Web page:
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CHARACTERISTICS OF OXYGEN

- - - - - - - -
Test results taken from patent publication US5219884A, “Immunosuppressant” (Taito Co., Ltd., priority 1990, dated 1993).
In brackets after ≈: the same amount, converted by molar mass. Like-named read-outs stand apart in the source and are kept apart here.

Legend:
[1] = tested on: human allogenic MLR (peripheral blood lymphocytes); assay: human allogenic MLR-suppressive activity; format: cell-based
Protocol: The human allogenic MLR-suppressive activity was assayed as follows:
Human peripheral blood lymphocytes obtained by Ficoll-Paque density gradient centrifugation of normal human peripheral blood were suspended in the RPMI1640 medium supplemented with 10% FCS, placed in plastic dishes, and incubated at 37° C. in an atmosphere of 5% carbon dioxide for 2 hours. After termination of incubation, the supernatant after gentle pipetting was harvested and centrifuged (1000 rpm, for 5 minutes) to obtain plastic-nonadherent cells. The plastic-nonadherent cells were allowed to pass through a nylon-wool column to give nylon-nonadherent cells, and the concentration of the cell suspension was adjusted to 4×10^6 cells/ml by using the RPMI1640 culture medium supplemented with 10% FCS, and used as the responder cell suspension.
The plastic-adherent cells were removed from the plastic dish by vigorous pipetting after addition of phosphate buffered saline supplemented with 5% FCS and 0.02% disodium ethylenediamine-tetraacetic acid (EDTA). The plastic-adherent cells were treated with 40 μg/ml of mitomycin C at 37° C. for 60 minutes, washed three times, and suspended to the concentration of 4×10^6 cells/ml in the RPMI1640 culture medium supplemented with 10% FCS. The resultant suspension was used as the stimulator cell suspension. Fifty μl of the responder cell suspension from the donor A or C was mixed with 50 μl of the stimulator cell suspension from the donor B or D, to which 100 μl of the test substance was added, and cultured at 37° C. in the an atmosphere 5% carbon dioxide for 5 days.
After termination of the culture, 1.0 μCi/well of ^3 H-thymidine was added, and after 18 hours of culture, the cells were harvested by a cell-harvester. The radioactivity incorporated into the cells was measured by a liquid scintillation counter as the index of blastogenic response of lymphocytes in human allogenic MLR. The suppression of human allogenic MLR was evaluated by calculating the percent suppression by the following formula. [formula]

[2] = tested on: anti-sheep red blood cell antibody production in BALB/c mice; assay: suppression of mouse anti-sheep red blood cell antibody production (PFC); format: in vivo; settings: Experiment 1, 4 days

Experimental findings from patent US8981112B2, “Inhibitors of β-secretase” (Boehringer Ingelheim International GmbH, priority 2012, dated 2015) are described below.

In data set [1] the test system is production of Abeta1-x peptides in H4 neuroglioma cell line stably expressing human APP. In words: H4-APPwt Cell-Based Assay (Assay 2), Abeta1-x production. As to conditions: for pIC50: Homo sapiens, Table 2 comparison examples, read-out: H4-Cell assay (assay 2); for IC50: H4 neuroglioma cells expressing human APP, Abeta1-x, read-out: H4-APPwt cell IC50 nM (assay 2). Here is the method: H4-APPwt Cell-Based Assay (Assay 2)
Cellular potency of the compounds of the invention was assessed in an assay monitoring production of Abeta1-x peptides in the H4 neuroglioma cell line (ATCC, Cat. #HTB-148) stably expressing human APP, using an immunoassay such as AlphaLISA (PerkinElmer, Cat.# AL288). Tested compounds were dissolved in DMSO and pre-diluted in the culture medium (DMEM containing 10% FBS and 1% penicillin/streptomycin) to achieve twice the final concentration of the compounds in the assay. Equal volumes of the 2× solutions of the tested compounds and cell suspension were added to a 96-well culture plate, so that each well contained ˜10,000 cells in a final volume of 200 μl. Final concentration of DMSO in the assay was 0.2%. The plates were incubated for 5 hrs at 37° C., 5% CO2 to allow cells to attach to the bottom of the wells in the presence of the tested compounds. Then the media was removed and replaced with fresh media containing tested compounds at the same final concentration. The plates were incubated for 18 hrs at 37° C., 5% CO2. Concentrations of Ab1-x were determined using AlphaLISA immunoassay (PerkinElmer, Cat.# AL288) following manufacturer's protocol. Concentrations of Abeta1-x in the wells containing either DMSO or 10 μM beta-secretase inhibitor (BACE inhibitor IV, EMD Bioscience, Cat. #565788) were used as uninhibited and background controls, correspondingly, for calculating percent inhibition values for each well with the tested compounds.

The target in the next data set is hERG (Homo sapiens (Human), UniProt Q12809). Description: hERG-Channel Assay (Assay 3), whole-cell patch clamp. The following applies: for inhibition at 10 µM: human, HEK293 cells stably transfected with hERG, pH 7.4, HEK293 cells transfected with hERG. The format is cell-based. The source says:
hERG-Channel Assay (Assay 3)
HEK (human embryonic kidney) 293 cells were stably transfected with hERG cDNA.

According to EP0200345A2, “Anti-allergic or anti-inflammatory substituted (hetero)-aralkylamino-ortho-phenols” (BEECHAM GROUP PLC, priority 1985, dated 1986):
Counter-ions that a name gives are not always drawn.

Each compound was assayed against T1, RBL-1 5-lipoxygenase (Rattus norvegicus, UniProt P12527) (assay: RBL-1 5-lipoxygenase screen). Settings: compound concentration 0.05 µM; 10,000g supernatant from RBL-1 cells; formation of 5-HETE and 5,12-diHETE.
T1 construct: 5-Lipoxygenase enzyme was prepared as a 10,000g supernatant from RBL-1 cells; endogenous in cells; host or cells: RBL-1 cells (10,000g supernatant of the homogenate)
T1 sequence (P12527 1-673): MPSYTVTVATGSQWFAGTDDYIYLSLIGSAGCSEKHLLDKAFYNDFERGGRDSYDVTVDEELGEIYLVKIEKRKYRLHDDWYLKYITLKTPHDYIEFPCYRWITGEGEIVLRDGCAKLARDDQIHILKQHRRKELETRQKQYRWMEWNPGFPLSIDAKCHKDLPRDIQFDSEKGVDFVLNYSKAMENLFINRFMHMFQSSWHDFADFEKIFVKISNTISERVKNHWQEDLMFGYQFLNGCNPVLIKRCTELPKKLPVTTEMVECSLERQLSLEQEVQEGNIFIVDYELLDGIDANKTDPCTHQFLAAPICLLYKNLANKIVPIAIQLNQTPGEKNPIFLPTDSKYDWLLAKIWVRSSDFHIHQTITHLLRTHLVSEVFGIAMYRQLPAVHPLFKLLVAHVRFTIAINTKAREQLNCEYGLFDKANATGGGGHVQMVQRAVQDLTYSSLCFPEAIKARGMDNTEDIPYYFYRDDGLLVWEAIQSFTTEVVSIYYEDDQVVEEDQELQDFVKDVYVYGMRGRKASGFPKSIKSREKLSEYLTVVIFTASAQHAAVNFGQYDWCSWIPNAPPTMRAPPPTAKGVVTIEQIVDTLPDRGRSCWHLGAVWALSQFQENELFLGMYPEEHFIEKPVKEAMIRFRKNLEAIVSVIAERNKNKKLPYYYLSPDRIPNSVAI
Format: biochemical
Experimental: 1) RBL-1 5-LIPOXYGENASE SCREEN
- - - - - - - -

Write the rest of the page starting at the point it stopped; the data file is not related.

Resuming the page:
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Up to approximately 35,000 feet, an aviator can keep sufficient oxygen in his/her lungs to permit normal activity by use of oxygen equipment that supplies oxygen upon demand (inhalation). The oxygen received by the body on each inhalation is diluted with decreasing amounts of air up to approximately 33,000 feet. Above 33,000 feet and up to approximately 35,000 feet, this equipment provides 100-percent oxygen. At approximately 35,000 feet, inhalation through the DEMAND oxygen system alone will NOT provide enough oxygen. Above 35,000 feet and up to about 43,000 feet, normal activity is only possible by use of PRESSURE DEMAND equipment. This equip- ment consists of a “supercharger” arrangement by which oxygen is supplied to the mask under a pressure slightly higher than that of the surrounding atmosphere. Upon inhalation, oxygen is forced (pressured) into the mask by the system. Upon exhalation the oxygen pressure is shut off automatically so that carbon dioxide can be expelled from the mask. Above 43,000 feet, the only adequate provision for the safety of the aviator is pressurization of the entire body. TYPES OF OXYGEN Aviators breathing oxygen (MIL-0-2721OD) is supplied in two types—type I and type II. Type I is gaseous oxygen and type II is liquid oxygen. Oxygen procured under this specification is required to be 99.5 percent pure. The water vapor content must not be more than 0.02 milligrams per liter when tested at 21.1°C (70°F) and at sea- level pressure. Technical oxygen, both gaseous and liquid, is procured under specification BB-O-925A. The moisture content of technical oxygen is not as rigidly controlled as is breathing oxygen; therefore, the technical grade should never be used in aircraft oxygen systems. The extremely low moisture content required of breathing oxygen is not to avoid physical injury to the body, but to ensure proper operation of the oxygen system. Air containing a high percentage of moisture can be breathed in- definitely without any serious ill effects. The moisture affects the aircraft oxygen system in the small orifices and passages in the regulator. Freezing temperatures can clog the system with ice and prevent oxygen from reaching the user. Therefore, extreme precautions must be taken to safeguard against the hazards of water vapor in oxygen systems. CHARACTERISTICS OF OXYGEN Oxygen, in its natural state, is a colorless, odorless, and tasteless gas. Oxygen is considered to be the most important of all the elements to life. It forms about 21 percent of the atmosphere by volume and 23 percent by weight. The remainder of the atmosphere consists of nitrogen (78 percent) and inert gases (1 percent), of which argon is the most abundant. Of all the elements in our environment, oxygen is the most plentiful. It makes up nearly one-half of the earth’s crust and approximately one-fifth of the air we breathe. Oxygen combines with most of the other elements. The combining of an element with oxygen is called oxidation. Combustion is simply rapid oxidation. In almost all oxidations, heat is given off. In combustion, the heat is given off so rapidly it does not have time to be carried away; the temperature rises extremely high, and a flame appears. Some examples of slow oxidation are rusting of iron, drying of paints, and the change of alcohol into vinegar. Even fuels in storage are slowly oxidized, the heat usually being rapidly carried away. However, when the heat cannot easily escape, the temperature will rise and a fire may break out. This fire is the result of spontaneous combustion. Oxygen does not burn, but it does support combustion. Nitrogen neither burns nor supports combustion. Therefore, combustible materials burn more readily and more vigorously in oxygen than in air, since air is composed of about 78 percent nitrogen by volume and only about 21 percent oxygen. In addition to existing as a gas, oxygen can exist as a liquid and as a solid. Liquid oxygen is pale blue in color. It flows like water, and weighs 9.52 pounds per gallon. EFFECTS OF LACK OF OXYGEN A decrease in the amount of oxygen per unit volume of air results in an insufficient amount of oxygen entering the bloodstream. The body reacts to this condition rapidly. This deficit in oxygen is called HYPOXIA. When the body regains its normal oxygen supply, one may recover from hypoxia. A complete lack of oxygen, which results in permanent physical damage or death, is called ANOXIA. 4-2



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